Early start, about 3 AM, short trip going back to a spot previously occupied near Bizorie. Preparing to move east. Less than one hour later we reach the town of Magaret. A little town that sprawled across the main highway between Bastogne and the Luxembourg border. This road was very important to the Germans. Company B started clearing the town for the second time in two weeks. Fighting in town lasted all night. Our Company A passed through on the east to high ground just short of the woods in the morning. We were all in place by noon. We helped with the clean up - trying to get the last of the Germans out of Magaret. This movement battled long in to the night. Our Company used bazookas to take out the tanks of the Germans. Looks like it's going to be house to house. Our Company is taking the east side. This makes me very scared, any window, alley or opening can mean the end for you. I find myself counting the shots that I have made, eight rounds and out comes the clip (ping only the Garand rifle makes this distinct sound). It seems that I can load this rifle without even thinking even with all that is going on around me. The Germans know this sound and take any advantage they can from it. Sticking close to the walls and moving slow. Each passing opening seems to bring return fire from the Germans. We have lost two men from our squad and gained only one new man. Being scared or being cautious. I can't tell the difference. Only after a couple of days I am feeling how the others felt about new replacements. Here comes the dawn of a new day. I just realized that I have not slept or eaten in over 24 hours.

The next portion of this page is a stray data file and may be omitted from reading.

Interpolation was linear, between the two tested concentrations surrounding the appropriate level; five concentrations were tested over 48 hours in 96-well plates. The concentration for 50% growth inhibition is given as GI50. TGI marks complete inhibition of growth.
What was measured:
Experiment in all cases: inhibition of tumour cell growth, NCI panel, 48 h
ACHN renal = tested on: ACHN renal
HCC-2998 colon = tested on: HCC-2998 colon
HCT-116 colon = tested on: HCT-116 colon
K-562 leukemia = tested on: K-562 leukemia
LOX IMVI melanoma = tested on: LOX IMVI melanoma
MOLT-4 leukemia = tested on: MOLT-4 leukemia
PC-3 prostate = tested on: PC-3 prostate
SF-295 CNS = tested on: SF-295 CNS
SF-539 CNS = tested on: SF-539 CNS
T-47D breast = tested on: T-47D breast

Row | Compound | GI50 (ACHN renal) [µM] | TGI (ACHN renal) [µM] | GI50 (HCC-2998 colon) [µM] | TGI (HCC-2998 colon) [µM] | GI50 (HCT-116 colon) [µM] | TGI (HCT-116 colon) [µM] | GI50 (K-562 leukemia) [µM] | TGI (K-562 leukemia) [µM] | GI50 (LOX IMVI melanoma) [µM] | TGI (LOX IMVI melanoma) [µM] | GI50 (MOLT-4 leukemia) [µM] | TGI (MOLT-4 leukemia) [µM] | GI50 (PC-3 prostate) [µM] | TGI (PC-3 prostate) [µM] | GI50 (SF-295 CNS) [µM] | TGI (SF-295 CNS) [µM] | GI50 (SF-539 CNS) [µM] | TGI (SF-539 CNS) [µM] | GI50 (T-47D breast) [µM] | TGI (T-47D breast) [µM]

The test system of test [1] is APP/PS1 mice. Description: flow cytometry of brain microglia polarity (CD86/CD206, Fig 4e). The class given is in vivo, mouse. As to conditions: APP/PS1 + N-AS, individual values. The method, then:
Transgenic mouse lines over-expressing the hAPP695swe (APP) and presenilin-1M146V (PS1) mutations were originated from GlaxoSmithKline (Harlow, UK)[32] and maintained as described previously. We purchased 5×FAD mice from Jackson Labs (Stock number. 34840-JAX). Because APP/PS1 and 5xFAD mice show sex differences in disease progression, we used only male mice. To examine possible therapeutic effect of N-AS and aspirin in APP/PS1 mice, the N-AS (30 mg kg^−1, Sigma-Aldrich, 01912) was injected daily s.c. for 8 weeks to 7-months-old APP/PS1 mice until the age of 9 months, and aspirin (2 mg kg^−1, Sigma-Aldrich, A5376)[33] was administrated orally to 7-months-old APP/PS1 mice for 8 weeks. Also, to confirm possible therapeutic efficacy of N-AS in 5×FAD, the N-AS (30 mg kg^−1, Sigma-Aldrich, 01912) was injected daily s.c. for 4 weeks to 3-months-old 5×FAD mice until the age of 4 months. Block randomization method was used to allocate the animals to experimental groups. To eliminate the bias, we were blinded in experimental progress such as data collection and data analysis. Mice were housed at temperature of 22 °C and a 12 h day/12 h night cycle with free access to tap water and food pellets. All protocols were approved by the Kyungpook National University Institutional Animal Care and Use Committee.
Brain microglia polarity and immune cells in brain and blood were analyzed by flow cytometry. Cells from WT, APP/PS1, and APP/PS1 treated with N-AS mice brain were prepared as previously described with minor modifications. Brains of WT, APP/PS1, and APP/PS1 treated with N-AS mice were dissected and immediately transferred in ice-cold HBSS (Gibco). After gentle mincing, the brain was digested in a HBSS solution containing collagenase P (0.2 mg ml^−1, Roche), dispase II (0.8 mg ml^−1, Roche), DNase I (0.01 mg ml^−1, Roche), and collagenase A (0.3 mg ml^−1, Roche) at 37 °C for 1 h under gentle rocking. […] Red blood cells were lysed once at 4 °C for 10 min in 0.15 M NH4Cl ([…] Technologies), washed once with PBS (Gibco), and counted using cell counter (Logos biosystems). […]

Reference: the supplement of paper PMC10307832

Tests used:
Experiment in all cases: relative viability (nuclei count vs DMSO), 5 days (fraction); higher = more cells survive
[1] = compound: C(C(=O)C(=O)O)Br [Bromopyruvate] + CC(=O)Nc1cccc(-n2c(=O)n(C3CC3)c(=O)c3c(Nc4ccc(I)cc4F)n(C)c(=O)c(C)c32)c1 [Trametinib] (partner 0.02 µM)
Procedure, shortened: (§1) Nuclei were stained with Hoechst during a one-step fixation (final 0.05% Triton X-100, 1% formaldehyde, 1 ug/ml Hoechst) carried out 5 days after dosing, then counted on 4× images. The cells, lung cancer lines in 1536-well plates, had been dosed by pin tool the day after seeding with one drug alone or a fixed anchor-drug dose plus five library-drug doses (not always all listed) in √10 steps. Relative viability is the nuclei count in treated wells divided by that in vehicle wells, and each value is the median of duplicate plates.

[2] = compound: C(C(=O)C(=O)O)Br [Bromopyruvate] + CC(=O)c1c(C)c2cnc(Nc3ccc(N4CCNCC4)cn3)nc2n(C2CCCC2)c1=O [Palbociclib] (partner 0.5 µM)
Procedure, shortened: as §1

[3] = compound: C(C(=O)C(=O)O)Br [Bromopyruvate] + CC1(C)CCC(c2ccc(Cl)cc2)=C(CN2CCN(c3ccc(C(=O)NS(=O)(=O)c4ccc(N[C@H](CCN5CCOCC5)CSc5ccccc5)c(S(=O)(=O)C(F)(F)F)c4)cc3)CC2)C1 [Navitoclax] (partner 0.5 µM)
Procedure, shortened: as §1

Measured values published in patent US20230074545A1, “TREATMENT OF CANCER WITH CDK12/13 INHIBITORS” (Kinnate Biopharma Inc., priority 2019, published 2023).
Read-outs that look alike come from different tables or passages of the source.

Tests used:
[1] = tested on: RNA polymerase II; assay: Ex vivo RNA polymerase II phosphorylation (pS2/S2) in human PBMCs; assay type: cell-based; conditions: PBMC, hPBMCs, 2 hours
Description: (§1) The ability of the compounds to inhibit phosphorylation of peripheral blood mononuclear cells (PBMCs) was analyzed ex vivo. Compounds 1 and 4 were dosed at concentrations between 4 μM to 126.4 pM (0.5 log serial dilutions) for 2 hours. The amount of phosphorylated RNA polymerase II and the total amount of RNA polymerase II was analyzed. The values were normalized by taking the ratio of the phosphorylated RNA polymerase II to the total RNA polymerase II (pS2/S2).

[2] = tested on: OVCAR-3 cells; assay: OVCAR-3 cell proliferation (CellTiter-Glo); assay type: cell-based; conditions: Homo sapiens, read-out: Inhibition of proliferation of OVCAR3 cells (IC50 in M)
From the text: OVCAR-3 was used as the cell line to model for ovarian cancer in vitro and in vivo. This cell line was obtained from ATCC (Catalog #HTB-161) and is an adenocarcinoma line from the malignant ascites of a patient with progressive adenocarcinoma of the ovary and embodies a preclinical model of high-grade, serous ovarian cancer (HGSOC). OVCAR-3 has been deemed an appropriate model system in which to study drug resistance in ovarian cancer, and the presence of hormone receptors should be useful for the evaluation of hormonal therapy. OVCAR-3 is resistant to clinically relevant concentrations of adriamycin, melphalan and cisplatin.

The battle for Magaret was fierce, house-to-house. The toll to our battalion was great. But it is too numerous to count what the toll was for the Germans. By mid morning we were moving to a point between Magaret and Bois St. Lambert just to the edge of the woods barely a half mile from Magaret.